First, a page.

To our knowledge, this is the first study to systematically analyze DeepGestalt’s behavior on portrait photos of individuals without a genetic syndrome. For these images, we show that DeepGestalt’s syndrome suggestions follow an interesting distribution. Certain syndromes are implied as differential diagnoses with a considerably high likelihood. Among these were Fragile X, Klinefelter, Rett, and Angelman syndromes, which were suggested in more than 3 quarters of the matched control cohort. In contrast, syndromes such as Treacher-Collins syndrome and Wolf-Hirschhorn syndrome were implied very rarely.

    DeepGestalt cannot assign the class label “inconspicuous.” Yet, DeepGestalt’s scores are used to help judge the presence of a given syndrome. Based on a high maximum Gestalt score, a user could assume that the individual depicted in an entered image is likely to have a syndrome. Likewise, one is tempted to assume that a low maximum Gestalt score makes an underlying syndrome unlikely. Indeed, the mean of first-rank Gestalt scores is higher in images depicting syndromic facies than in images of individuals without a genetic syndrome. Similarly, scores higher than 0.85 appear to be specific indicators of a syndromic facies, and those lower than 0.08 are not suggestive of a genetic syndrome. However, these specific values are very rare. Gestalt scores alone are only fairly sufficient for judging the presence or absence of a genetic syndrome with facial dysmorphism since the distributions of the highest Gestalt scores of the syndromic and matched control cohort greatly overlap. We show that this problem can be reduced by considering both top Gestalt scores and the actual list of suggested syndrome matches. The boost in discriminatory power is illustrated by the increase of the respective AUROCs. Although DeepGestalt cannot directly assess the presence/absence of a syndromic facies, machine learning–based tools (eg, SVMs) built on top of DeepGestalt may be used for this purpose.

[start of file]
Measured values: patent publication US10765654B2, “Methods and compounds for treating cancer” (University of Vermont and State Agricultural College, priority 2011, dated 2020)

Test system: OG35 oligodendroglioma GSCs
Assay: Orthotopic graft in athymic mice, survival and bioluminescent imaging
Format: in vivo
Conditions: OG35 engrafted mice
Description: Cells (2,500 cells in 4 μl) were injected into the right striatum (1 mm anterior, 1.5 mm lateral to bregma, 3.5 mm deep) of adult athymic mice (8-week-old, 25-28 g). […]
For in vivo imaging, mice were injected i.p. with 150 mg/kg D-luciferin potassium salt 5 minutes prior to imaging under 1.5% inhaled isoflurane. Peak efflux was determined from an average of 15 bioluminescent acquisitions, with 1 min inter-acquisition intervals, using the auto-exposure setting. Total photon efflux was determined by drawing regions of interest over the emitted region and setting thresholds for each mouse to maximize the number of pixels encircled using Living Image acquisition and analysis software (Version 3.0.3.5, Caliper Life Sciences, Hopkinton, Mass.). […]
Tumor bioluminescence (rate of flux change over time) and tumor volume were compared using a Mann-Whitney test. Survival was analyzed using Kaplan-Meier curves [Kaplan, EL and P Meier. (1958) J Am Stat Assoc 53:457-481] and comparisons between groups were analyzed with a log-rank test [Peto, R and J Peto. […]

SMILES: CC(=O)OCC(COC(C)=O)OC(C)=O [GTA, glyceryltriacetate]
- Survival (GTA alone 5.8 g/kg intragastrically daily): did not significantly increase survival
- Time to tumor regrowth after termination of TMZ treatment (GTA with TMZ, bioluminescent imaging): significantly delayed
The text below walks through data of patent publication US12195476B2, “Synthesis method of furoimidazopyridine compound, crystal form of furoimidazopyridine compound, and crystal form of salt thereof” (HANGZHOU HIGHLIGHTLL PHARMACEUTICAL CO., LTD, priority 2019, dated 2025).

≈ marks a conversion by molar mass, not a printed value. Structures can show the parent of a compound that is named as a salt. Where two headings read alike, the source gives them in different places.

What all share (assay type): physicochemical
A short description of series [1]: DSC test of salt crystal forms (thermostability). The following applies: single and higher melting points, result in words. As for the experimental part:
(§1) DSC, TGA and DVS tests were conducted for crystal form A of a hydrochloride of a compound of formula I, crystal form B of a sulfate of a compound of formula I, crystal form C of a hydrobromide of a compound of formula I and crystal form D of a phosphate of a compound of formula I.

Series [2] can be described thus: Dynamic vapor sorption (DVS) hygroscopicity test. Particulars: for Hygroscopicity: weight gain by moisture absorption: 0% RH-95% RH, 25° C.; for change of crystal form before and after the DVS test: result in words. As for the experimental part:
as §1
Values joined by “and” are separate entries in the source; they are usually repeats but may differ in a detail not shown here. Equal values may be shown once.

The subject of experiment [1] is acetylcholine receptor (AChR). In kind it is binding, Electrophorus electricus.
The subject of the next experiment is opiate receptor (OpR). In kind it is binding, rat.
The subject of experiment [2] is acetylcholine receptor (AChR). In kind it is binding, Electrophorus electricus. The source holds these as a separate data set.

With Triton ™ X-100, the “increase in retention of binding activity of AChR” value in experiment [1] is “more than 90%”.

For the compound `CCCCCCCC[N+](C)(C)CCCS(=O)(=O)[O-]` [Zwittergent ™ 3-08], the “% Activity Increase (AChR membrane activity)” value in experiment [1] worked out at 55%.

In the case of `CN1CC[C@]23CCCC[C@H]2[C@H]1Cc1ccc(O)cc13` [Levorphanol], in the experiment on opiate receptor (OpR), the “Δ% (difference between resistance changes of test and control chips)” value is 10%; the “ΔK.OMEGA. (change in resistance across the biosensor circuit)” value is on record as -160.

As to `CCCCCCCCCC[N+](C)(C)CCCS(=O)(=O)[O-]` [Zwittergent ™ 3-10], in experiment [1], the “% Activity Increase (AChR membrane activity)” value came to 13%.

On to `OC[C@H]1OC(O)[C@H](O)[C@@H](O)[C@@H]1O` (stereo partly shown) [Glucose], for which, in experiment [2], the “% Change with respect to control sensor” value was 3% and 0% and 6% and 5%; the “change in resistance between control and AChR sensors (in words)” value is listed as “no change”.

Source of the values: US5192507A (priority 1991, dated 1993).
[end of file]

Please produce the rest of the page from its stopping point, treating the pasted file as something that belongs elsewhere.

It is noteworthy that we achieved promising results with a comparably low number of samples and a low complexity classification model with default hyperparameters. We assume that the quality and complexity of future classifiers will improve as more data will become available. Increasing the number of top ranks considered for vector construction increased the performance of the SVM. However, the number of DeepGestalt’s suggestions accessible via Face2Gene CLINIC is limited to 30 suggestions. We hypothesize that using more than just the 30 top ranks for vector construction might further boost classification performance. We classified DeepGestalt’s output to predict the presence of a syndromic facies. We also suggest evaluating classification performance based on DeepGestalt’s input vectors.

    Potential Confounders

    Until now, differences in the diagnostic performance of DeepGestalt, which arise due to the ethnicity of the person depicted, have been evaluated using DeepGestalt's sensitivity. Studies of earlier versions of DeepGestalt showed that its sensitivity is dependent on the ethnic background in certain syndromes [15,22]. Studies of more recent versions of DeepGestalt suggested that ethnicity had no major influence on its sensitivity [26,29]. In our set of syndromic images, DeepGestalt’s sensitivity is remarkably high, which is in line with the previous studies highlighting DeepGestalt’s good general sensitivity [11,36,42]. This high sensitivity of DeepGestalt was confirmed for both groups of images, those of White persons and those of persons of other ethnicities. Improvement of distinguishability of images of individuals with and without a genetic syndrome appeared to be stronger in the group of photos of White persons than in the group of photos of persons of other ethnicities. However, we assume that this is caused by the limited sample size of images of non-White persons in our data set. We believe that our approach is also applicable to populations comprising predominantly other ethnicities.

    The SVM had difficulties classifying images of patients with syndromes that were frequently suggested in healthy controls. Possible explanations for DeepGestalt’s output to be similar in controls and individuals with these syndromes could be as follows: (1) such syndromes have only mild characteristic facial features; (2) they have a typical facial gestalt, which is present only in some but not all affected individuals; or (3) they have no typical facies at all. For example, not all patients with Loeys-Dietz syndrome exhibit distinctive facial features [43], and the facial appearances of males with Klinefelter syndrome show no commonly observed characteristics [44].

    Further Research